The Pacific Northwest region of the United States has long been known for its natural beauty, strong technology and manufacturing sectors, and progressive values. As the region continues to grow and evolve, real estate owners and investors must adapt to changing market demands, incorporate sustainable and resilient design features, leverage new technologies, and meet the needs of changing demographics.
In this blog post, we will explore how repositioning real estate assets can help meet these challenges and position owners for success in the dynamic Pacific Northwest market.
More than 1 billion square meters of office space globally will need to be retrofitted or converted to new uses by 2050.
Shifting Market Demands: Adapting to a Hybrid Work Model
The COVID-19 pandemic has upended many traditional ways of working and living, and the Pacific Northwest is no exception. The office market had hit a 30-year high of 17.3% vacancy at the end of 2022, according to CBRE. With the trend towards remote work and the rise of the hybrid work model, demand for traditional office space continued to decline. However, this does not mean that the office market will disappear entirely. As of March 2023, office occupancy has returned to about 50% of pre-pandemic levels. Real estate owners and investors must adapt to changing market demands by repositioning existing office and industrial assets to accommodate a hybrid work model.
Some options to create more flexible spaces include:
- Incorporating flexible and adaptable spaces that can be used for co-working or collaboration. For example, a building may include conference rooms that can be easily reconfigured for different group sizes, or private offices that can be rented on a short-term basis.
- Outdoor amenities such as green spaces or rooftop decks can provide a much-needed respite for workers who spend much of their day indoors.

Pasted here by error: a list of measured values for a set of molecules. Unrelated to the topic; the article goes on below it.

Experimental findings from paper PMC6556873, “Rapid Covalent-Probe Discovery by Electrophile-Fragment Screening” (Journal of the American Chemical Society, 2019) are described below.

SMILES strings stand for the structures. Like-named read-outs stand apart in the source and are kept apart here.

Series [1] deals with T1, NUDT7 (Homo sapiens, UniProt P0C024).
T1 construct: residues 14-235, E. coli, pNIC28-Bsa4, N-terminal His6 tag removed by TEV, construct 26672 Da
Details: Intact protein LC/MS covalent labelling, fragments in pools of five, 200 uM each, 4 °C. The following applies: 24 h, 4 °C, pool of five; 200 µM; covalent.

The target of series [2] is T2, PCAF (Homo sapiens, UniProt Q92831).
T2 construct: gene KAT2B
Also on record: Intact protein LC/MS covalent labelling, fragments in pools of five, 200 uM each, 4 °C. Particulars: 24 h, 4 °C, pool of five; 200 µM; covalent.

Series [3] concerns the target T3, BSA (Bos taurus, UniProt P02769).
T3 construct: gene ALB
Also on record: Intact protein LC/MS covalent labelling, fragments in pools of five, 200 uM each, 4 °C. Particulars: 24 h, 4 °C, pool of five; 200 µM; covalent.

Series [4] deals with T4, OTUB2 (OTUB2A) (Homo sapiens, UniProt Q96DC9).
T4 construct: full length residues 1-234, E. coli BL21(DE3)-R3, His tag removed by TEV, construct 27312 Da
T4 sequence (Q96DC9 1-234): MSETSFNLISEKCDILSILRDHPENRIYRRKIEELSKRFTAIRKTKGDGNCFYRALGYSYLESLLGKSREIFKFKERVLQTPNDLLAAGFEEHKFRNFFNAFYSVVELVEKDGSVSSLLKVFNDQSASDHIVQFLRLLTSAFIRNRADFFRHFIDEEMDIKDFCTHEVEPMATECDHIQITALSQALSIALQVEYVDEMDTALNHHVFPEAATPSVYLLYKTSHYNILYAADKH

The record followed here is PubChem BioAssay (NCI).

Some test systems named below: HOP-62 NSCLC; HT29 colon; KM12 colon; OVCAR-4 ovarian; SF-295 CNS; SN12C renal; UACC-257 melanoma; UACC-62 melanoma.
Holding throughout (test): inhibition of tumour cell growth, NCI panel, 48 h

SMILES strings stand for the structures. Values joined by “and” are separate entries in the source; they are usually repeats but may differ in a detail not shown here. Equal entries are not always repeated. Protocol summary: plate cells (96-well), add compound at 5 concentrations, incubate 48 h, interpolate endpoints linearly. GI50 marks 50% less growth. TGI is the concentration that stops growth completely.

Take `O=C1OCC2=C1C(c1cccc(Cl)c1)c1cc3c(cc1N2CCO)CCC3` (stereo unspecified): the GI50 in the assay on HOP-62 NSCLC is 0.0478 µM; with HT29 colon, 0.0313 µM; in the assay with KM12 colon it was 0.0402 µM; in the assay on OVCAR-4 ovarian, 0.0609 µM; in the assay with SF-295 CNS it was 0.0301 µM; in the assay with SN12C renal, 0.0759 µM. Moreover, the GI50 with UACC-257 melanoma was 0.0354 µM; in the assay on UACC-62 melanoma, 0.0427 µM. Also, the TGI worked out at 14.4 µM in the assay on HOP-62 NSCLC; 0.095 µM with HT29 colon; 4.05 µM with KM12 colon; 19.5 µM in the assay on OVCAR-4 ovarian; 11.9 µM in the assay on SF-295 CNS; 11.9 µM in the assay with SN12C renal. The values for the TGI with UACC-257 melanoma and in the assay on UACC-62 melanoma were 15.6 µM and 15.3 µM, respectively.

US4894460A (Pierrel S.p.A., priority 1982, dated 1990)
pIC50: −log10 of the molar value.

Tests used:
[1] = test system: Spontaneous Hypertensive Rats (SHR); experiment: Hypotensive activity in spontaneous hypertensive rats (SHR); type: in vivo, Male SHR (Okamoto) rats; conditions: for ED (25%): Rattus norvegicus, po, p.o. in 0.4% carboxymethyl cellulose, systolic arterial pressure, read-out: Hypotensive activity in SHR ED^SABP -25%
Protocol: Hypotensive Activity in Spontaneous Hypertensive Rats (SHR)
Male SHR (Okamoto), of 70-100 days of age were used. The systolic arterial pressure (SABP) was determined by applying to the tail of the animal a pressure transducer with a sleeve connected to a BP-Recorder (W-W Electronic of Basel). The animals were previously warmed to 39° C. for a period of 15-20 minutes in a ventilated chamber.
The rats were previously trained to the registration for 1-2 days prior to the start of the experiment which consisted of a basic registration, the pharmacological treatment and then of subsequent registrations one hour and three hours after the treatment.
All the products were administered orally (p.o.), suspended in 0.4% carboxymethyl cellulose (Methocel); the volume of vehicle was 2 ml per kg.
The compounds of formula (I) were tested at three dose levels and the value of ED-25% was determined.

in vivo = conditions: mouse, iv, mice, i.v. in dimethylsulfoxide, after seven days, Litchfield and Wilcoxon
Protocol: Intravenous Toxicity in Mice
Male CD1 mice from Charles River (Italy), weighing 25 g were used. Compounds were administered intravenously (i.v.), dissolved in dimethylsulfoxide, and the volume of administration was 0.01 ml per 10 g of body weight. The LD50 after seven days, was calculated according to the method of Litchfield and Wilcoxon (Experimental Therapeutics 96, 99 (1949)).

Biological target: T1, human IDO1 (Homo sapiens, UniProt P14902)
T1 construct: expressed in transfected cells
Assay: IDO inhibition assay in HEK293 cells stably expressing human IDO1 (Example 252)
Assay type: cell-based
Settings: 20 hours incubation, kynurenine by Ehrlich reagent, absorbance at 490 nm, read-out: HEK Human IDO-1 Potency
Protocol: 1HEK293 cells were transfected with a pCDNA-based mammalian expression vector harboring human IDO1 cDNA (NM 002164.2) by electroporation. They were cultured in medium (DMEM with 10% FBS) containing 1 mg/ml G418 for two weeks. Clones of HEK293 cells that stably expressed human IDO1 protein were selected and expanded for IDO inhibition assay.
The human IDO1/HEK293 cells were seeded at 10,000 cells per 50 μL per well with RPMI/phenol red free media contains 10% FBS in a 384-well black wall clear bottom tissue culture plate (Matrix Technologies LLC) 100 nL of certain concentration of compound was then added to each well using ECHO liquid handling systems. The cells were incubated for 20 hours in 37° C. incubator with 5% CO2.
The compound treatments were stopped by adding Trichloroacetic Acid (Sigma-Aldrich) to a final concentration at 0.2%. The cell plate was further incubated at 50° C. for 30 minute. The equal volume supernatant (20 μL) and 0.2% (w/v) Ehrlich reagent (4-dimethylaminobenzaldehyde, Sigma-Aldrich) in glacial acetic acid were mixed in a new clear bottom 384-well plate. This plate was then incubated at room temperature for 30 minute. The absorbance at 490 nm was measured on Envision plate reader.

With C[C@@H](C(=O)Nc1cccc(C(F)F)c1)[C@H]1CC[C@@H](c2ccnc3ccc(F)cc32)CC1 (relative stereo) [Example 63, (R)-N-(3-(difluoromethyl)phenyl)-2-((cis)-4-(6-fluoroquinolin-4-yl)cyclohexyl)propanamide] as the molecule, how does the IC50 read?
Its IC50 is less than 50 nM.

- Breathing new life into previously vacant and weathered industrial structures with new additions or tenant improvements.
There has been a myriad of discussions about converting office spaces to multi-family housing, but developers are generally finding this idea is too costly to pursue at this time. Restrictions such as building codes, large floor plans, centralized utilities and other challenges make this option untenable for most investors.
Global real estate giants like JLL see the office market remaining challenging, but with less new construction of this product and a continued, although slow, return to the office, it is not obsolete. Give the increased age of the buildings, regardless of the continued use, JLL predicts that, “more than 1 billion square meters of office space globally will need to be retrofitted or converted to new uses by 2050.”
Sustainable and Resilient Design: Meeting the Challenges of Climate Change
The Pacific Northwest is known for its natural beauty and progressive values, but it is also seeing an increase in natural disasters such as earthquakes, wildfires, and floods. Additionally, workers are demanding more eco-friendly workplaces. In order to increase the resilience of real estate assets in the face of these challenges, it is important to incorporate sustainable and resilient design features into new and existing buildings. One way to do this is by incorporating earthquake-resistant design features such as:
- reinforced concrete or CMU walls,
- foundation anchors, and
- flexible framing systems.
We detailed the importance of and logistics to complete seismic upgrades in a previous article here.
Related to fire risk, defensible space around buildings, such as fire-resistant landscaping and fire breaks, can help protect buildings from wildfires. Evaluating fire resistant building materials, such as concrete, metal roofing and other details, can aid in preventing the spread of fires, as well.